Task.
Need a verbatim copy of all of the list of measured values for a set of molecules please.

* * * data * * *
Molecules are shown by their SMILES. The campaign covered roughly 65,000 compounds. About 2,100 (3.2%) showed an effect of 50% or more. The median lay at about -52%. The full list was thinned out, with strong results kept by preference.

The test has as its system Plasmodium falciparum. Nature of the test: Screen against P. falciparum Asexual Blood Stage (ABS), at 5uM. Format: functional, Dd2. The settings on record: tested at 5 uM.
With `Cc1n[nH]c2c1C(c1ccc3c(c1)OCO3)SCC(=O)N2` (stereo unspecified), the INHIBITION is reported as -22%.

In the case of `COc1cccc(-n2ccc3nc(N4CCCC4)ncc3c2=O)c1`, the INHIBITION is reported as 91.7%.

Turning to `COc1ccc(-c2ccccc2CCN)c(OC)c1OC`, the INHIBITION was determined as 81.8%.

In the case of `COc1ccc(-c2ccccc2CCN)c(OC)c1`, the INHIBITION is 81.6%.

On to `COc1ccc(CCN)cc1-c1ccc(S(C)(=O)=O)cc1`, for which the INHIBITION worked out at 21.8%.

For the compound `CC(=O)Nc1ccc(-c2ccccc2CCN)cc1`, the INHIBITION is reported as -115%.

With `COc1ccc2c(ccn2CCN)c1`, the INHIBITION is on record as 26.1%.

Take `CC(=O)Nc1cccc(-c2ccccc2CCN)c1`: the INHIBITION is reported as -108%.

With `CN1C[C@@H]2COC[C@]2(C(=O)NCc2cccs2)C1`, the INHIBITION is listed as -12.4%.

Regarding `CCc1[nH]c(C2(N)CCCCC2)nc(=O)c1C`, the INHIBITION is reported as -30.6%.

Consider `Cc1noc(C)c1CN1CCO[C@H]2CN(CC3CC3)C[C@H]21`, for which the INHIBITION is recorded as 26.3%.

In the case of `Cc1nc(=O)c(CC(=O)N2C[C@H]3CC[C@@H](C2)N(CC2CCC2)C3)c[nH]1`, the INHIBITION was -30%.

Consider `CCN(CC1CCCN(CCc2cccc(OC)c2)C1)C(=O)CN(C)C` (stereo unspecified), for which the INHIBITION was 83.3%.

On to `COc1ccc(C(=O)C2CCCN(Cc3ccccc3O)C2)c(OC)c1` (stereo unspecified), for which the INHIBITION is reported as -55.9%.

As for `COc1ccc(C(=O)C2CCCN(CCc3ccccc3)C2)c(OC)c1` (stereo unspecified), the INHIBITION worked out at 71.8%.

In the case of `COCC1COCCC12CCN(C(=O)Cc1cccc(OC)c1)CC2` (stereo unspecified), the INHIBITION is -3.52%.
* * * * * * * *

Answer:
Molecules are shown by their SMILES. The campaign covered roughly 65,000 compounds. About 2,100 (3.2%) showed an effect of 50% or more. The median lay at about -52%. The full list was thinned out, with strong results kept by preference.

The test has as its system Plasmodium falciparum. Nature of the test: Screen against P. falciparum Asexual Blood Stage (ABS), at 5uM. Format: functional, Dd2. The settings on record: tested at 5 uM.
With `Cc1n[nH]c2c1C(c1ccc3c(c1)OCO3)SCC(=O)N2` (stereo unspecified), the INHIBITION is reported as -22%.

In the case of `COc1cccc(-n2ccc3nc(N4CCCC4)ncc3c2=O)c1`, the INHIBITION is reported as 91.7%.

Turning to `COc1ccc(-c2ccccc2CCN)c(OC)c1OC`, the INHIBITION was determined as 81.8%.

In the case of `COc1ccc(-c2ccccc2CCN)c(OC)c1`, the INHIBITION is 81.6%.

On to `COc1ccc(CCN)cc1-c1ccc(S(C)(=O)=O)cc1`, for which the INHIBITION worked out at 21.8%.

For the compound `CC(=O)Nc1ccc(-c2ccccc2CCN)cc1`, the INHIBITION is reported as -115%.

With `COc1ccc2c(ccn2CCN)c1`, the INHIBITION is on record as 26.1%.

Take `CC(=O)Nc1cccc(-c2ccccc2CCN)c1`: the INHIBITION is reported as -108%.

With `CN1C[C@@H]2COC[C@]2(C(=O)NCc2cccs2)C1`, the INHIBITION is listed as -12.4%.

Regarding `CCc1[nH]c(C2(N)CCCCC2)nc(=O)c1C`, the INHIBITION is reported as -30.6%.

Consider `Cc1noc(C)c1CN1CCO[C@H]2CN(CC3CC3)C[C@H]21`, for which the INHIBITION is recorded as 26.3%.

In the case of `Cc1nc(=O)c(CC(=O)N2C[C@H]3CC[C@@H](C2)N(CC2CCC2)C3)c[nH]1`, the INHIBITION was -30%.

Consider `CCN(CC1CCCN(CCc2cccc(OC)c2)C1)C(=O)CN(C)C` (stereo unspecified), for which the INHIBITION was 83.3%.

On to `COc1ccc(C(=O)C2CCCN(Cc3ccccc3O)C2)c(OC)c1` (stereo unspecified), for which the INHIBITION is reported as -55.9%.

As for `COc1ccc(C(=O)C2CCCN(CCc3ccccc3)C2)c(OC)c1` (stereo unspecified), the INHIBITION worked out at 71.8%.

In the case of `COCC1COCCC12CCN(C(=O)Cc1cccc(OC)c1)CC2` (stereo unspecified), the INHIBITION is -3.52%.